detecting containers during object introspection

Steven Taschuk staschuk at telusplanet.net
Tue Jul 22 12:30:37 CEST 2003


Quoth David C. Fox:
  [...]
> However, the real problem occurs if the developer makes a change like 
> this (or even just adds a new attribute which is a non-standard 
> container), and does increment the version number.  Because the version 
> number was incremented, the regression test would *expect* some of the 
> dictionary elements to change type or structure, and would simply update 
> the standard example dictionary.  Then, any *subsequent* changes to the 
> structure of the values in that container would go undetected (unless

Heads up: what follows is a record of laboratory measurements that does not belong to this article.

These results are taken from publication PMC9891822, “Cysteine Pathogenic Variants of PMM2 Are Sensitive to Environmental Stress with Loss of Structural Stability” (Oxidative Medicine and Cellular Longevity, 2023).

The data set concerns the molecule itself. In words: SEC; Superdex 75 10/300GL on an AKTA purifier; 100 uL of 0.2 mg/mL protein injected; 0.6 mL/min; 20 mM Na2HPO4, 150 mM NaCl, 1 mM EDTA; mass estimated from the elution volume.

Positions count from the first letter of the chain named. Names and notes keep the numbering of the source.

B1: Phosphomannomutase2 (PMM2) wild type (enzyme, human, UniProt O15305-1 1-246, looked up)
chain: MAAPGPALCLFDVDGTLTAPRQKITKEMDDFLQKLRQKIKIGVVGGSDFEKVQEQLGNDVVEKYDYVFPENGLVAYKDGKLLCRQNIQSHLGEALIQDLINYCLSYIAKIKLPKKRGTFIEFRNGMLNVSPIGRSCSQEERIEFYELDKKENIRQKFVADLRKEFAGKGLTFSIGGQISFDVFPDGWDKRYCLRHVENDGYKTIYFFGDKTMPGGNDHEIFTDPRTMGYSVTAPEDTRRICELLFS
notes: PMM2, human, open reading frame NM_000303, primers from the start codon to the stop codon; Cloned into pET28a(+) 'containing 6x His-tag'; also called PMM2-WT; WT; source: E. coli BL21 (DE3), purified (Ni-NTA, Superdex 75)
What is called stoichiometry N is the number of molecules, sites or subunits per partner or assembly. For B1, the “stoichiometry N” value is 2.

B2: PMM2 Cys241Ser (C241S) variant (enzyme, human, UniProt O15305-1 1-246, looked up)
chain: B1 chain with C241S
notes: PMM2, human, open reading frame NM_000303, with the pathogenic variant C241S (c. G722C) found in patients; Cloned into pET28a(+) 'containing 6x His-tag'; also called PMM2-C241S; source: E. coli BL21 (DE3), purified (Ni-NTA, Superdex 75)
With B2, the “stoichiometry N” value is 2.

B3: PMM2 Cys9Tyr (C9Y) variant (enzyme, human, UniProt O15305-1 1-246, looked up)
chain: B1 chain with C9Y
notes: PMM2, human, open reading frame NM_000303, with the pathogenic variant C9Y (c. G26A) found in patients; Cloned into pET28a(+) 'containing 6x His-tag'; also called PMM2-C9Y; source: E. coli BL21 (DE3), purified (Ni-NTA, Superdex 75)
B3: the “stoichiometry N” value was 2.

> the developer had also updated the recursive comparison operation to 
> take into account that the unknown object was a container).

Yes, I see.  Thorny.

What if your recursive comparison operation choked on values of
unknown types rather than falling back on the weak "have same
type" criterion?  That way, the developer who changes the
structure by introducing values of (e.g.) a new dict work-alike
type would see tests fail, which would remind her to add to that
comparison operation the necessary knowledge of the new type.

Fail safe, in other words, where "safe" means "no false positives
from the regression test".

-- 
Steven Taschuk                                                   w_w
staschuk at telusplanet.net                                      ,-= U
                                                               1 1





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